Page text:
What bothers me the most, is seeing all these medical facilities with their carpeted floors. It may sound terrible of me when saying, “I’d be more afraid of unknowingly carrying something out with me, than I’d be concerned over carrying an infection within.” The cleanest of hospitals were those of generations ago where they had radiant hot water heat which wasn’t blowing germs from room to room, along with completely hard-surfaced floors. You can be sure those were the more sterile environments. I still don’t understand what their reasoning was to go with carpet.

The plants at my office were screaming for water, and since I’d used the last of the rainwater I’d saved-over for them, I went out back and collected three five-gallon pails of snow. Just to share another one of my information over-load tidbits, I now know the ratio of snow to water, as I took my 2+ quart Pyrex measuring bowl and filled it to the brim with un-packed snow, and then placed it in my office microwave for five minutes. After it was completely melted, there was almost exactly one pint of water. Each time I went thru the process, the results were the same. Now you know, there’s 2 qts. to 1 pint.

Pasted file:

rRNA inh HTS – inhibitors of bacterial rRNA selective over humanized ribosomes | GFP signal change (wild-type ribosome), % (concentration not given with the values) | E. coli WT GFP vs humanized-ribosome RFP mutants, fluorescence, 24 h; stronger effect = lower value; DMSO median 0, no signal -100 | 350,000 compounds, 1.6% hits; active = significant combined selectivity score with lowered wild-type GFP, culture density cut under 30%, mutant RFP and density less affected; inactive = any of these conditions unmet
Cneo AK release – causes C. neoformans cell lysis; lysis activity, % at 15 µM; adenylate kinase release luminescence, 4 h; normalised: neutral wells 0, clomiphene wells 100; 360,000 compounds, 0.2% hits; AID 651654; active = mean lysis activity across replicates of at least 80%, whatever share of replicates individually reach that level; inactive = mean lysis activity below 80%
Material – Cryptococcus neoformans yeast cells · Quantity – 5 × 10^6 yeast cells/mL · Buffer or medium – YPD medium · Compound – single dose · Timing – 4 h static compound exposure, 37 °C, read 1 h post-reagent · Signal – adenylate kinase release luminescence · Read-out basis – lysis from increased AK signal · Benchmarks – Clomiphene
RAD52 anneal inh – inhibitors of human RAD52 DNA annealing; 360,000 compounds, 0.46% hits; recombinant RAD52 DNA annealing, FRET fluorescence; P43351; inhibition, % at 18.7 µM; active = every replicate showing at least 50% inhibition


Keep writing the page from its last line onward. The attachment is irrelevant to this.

What I thought most odd, was it taking a full five minutes of my microwave turned on high-power to get it melted. After six micro-meltinings, I had enough to water them all, but to stay on the proactive side, I re-filled those three buckets to the brim-full of snow, and left them in the back to melt. Too bad I’m not in walking distance to an open river.

You’re likely wondering why I don’t just feed them tap water. Well, I’m pretty convinced the chlorine and fluoride in our City water, is not to their liking, and since those plants seem to do far better than normal, the only distinguishing factor I can find, is my never giving them water from our City’s taps. I personally prefer not to drink our water, and only because of how it tastes. I know fully-well, I’m not the only one with such an opinion.

I’ve been noticing how some of my big-office competitors are cranking back on their advertising in our local rag, and now wondering when they’re going to stop publishing the Real Estate Extra which hasn’t been re-formatted in both their printed or online versions for well over 25 years. What gets me, is how much they charge for advertising in the Real Estate Extra when nearly nobody looks at those listings. When you think about it, why would you look at something that’s in an informational time-lag, when you can go online and see the near-hour time a home’s listed. Yes, we are deeply immersed in the digital age, and in time, I believe most printed materials will be those glossy subscriptions catering to specific tastes and needs. Isn’t it so realistically sad?

Tonight’s One-liner is: Cynical realism, is the intelligent man’s best excuse for doing nothing in an intolerable situation.

Joe Chodur